With hurricane season just months away, President Bush on Thursday nominated the acting director of the Federal Emergency Management Agency to be permanent head of the nation's disaster response agency.

R. David Paulison, a 30-year firefighter, took over at FEMA in September, when Bush named him to replace Michael Brown, who quit in the face of unrelenting criticism over the agency's sluggish response to Hurricane Katrina.

If confirmed by the Senate, Paulison would be undersecretary for federal emergency management at the Homeland Security Department. Paulison currently is acting undersecretary for emergency preparedness and response.

Paulison, 59, began as a firefighter in 1971 with the North Miami Beach Fire Department, which was absorbed by the Miami-Dade Fire Rescue Department.

Paulison, who received a bachelor's degree from Florida Atlantic University, was just six weeks into his new job as fire chief in Miami-Dade County when Hurricane Andrew struck in 1992, leaving tens of thousands of people homeless and causing billions of dollars in damage.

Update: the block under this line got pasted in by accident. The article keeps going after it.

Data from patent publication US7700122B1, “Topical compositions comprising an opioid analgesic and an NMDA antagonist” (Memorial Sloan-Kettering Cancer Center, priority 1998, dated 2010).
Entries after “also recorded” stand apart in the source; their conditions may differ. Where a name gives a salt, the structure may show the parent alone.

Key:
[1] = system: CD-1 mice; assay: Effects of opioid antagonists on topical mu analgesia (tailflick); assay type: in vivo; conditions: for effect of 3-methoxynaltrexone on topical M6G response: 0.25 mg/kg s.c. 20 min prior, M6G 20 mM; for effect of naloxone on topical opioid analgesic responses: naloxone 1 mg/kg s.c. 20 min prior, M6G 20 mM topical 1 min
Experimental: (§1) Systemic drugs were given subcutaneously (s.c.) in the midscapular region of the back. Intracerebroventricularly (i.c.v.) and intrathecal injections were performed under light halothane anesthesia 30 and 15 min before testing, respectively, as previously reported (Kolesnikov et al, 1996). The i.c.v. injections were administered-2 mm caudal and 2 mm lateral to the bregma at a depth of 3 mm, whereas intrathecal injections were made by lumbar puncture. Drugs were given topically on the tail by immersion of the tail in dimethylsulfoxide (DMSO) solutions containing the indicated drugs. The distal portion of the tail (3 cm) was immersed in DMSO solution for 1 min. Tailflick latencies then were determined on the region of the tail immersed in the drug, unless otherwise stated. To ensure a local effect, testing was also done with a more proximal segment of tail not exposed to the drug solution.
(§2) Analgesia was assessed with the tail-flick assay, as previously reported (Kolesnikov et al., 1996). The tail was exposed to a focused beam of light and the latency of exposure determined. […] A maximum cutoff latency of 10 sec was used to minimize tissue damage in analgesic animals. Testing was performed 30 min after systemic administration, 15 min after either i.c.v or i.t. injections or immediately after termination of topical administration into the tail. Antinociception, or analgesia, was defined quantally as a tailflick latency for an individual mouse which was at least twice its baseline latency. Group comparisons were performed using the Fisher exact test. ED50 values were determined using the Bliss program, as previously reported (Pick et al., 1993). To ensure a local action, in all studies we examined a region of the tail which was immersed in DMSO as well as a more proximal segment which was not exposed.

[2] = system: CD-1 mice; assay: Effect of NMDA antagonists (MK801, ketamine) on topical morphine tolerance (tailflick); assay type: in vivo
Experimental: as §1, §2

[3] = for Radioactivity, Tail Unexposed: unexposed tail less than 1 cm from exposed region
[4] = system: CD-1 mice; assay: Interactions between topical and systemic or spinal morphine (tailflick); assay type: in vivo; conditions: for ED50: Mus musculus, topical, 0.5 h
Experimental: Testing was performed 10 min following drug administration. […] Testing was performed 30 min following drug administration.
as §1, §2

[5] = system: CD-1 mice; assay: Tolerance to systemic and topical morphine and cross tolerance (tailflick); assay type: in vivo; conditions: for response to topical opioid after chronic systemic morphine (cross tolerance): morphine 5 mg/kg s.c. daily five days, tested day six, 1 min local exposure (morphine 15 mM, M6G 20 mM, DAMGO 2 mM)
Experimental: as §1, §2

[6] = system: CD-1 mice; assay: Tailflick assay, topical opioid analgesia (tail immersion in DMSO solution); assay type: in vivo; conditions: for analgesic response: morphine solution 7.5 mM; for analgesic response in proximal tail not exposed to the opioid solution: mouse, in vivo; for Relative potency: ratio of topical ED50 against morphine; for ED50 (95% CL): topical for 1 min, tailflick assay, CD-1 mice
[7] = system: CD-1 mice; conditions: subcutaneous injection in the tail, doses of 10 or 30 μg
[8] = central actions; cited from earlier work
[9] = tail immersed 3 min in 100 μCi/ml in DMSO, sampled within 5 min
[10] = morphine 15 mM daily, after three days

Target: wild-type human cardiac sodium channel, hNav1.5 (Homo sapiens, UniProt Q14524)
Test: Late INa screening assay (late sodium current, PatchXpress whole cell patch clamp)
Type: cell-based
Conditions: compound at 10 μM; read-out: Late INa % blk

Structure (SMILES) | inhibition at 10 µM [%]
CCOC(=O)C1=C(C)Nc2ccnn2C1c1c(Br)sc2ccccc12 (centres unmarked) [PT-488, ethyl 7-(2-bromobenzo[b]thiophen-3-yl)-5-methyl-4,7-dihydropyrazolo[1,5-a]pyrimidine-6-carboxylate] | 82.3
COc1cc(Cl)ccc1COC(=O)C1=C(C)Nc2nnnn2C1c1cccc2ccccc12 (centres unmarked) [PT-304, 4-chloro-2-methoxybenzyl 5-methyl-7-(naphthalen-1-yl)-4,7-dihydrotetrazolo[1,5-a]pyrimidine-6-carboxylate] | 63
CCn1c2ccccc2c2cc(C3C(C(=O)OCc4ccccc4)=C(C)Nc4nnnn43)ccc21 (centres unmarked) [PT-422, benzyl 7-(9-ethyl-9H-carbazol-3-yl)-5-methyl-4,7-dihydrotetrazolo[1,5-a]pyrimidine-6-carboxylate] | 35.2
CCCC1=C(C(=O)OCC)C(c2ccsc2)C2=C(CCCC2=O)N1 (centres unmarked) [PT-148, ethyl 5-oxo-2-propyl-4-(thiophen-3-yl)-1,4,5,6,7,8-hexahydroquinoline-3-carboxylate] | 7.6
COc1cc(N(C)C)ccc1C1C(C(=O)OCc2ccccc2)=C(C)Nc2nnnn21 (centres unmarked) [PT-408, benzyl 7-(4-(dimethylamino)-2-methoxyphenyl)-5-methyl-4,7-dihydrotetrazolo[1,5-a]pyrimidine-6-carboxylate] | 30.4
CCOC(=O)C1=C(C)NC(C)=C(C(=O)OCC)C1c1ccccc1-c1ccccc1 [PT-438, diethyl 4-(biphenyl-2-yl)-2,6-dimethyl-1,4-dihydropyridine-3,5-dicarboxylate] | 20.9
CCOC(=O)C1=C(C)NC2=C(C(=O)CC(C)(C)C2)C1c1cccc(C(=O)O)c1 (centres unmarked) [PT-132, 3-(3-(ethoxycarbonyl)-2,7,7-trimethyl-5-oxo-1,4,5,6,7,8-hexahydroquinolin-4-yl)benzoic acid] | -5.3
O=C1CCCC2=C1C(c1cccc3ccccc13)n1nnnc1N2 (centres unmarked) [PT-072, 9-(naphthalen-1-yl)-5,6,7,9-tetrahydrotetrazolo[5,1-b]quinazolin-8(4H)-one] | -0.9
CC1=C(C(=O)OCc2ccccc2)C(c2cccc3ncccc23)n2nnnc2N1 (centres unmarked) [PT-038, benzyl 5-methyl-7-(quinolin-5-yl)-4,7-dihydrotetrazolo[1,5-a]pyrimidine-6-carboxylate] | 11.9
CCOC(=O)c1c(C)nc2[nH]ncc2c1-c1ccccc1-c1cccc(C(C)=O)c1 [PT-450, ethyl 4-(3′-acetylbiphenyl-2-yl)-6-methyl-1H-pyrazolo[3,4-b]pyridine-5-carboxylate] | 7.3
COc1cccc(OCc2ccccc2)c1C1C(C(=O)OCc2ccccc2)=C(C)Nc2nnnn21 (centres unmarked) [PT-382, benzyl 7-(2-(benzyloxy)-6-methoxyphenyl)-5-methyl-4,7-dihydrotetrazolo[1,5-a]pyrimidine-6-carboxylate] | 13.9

Paulison also led the department through the 1996 crash of ValuJet Flight 592 in the Florida Everglades.

Praised for his response to Andrew, Paulison brought hands-on experience and his training in fighting fires and emergency management to his post as FEMA's interim director.

A longtime advocate of home-emergency kits, Paulison made a splash in 2003 when as director of FEMA's emergency preparedness unit he urged the public to stock supplies of duct tape and plastic sheeting to seal windows and doors in case of a terrorist attack. Home hardware stores in several areas ran out of duct tape as a result and manufacturers spurred production to meet the surge in demand.

A certified paramedic, Paulison moved to Washington in late 2001. After FEMA became part of DHS in 2003, he led FEMA's emergency preparedness force until last year. He also has led the U.S. Fire Administration.